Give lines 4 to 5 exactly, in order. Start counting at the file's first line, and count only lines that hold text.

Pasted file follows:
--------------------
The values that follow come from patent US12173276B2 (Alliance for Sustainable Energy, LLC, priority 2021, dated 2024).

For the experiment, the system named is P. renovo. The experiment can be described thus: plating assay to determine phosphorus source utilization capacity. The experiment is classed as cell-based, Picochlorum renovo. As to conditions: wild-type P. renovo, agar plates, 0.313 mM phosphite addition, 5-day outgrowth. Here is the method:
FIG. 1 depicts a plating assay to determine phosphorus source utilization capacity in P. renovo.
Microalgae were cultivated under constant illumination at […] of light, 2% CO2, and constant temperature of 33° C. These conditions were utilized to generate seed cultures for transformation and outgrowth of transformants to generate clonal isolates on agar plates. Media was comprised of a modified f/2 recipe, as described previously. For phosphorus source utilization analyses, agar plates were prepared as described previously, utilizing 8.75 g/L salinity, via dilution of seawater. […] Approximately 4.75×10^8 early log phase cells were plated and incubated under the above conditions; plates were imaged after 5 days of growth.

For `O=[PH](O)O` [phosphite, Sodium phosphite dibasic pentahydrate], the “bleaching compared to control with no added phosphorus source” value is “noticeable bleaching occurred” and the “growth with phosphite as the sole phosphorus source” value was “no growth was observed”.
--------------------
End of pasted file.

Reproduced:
Microalgae were cultivated under constant illumination at […] of light, 2% CO2, and constant temperature of 33° C. These conditions were utilized to generate seed cultures for transformation and outgrowth of transformants to generate clonal isolates on agar plates. Media was comprised of a modified f/2 recipe, as described previously. For phosphorus source utilization analyses, agar plates were prepared as described previously, utilizing 8.75 g/L salinity, via dilution of seawater. […] Approximately 4.75×10^8 early log phase cells were plated and incubated under the above conditions; plates were imaged after 5 days of growth.

For `O=[PH](O)O` [phosphite, Sodium phosphite dibasic pentahydrate], the “bleaching compared to control with no added phosphorus source” value is “noticeable bleaching occurred” and the “growth with phosphite as the sole phosphorus source” value was “no growth was observed”.